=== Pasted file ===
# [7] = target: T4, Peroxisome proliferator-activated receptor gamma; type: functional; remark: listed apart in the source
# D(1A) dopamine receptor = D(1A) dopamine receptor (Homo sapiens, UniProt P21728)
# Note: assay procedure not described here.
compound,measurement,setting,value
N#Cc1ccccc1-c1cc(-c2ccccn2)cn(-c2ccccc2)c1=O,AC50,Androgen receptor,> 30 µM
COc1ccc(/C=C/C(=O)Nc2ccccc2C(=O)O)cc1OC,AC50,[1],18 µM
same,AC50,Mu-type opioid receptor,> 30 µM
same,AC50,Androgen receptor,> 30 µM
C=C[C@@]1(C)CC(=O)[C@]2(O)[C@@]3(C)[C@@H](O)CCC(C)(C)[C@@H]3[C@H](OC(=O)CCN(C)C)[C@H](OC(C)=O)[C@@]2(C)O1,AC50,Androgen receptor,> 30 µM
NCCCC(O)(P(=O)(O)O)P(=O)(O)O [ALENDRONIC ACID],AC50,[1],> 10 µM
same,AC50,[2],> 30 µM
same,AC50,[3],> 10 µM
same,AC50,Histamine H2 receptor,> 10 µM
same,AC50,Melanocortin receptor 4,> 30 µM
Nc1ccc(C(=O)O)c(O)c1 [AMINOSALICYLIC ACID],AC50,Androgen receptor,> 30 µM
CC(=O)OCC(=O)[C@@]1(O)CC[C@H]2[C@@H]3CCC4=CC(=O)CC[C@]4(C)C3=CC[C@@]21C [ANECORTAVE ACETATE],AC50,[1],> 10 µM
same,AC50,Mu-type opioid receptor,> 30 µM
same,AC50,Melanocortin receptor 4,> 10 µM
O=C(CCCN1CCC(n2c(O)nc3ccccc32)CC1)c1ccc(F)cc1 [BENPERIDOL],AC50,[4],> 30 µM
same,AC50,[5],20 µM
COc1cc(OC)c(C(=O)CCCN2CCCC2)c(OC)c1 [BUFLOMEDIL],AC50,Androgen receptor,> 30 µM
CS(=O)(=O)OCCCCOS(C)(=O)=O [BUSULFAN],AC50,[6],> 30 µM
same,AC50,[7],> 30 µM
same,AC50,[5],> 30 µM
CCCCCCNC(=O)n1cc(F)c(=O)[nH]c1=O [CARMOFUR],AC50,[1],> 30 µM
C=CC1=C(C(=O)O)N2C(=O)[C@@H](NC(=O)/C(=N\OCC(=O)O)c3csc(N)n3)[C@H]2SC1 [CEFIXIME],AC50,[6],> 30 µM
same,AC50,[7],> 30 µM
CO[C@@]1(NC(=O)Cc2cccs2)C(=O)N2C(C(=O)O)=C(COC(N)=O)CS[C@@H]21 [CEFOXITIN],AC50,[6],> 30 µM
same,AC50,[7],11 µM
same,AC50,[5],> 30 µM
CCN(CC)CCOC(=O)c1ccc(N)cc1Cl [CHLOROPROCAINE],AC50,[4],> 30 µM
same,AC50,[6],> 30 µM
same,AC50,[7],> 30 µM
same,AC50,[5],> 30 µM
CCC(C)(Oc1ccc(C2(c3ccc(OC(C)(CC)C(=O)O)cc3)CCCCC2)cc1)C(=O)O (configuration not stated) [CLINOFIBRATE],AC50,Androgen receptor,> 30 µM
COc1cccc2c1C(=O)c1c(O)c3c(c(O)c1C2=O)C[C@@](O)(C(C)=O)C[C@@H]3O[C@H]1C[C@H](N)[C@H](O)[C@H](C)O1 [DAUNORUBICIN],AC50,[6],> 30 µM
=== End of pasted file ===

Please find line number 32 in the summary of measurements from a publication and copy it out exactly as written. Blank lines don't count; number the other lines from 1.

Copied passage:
same,AC50,[6],> 30 µM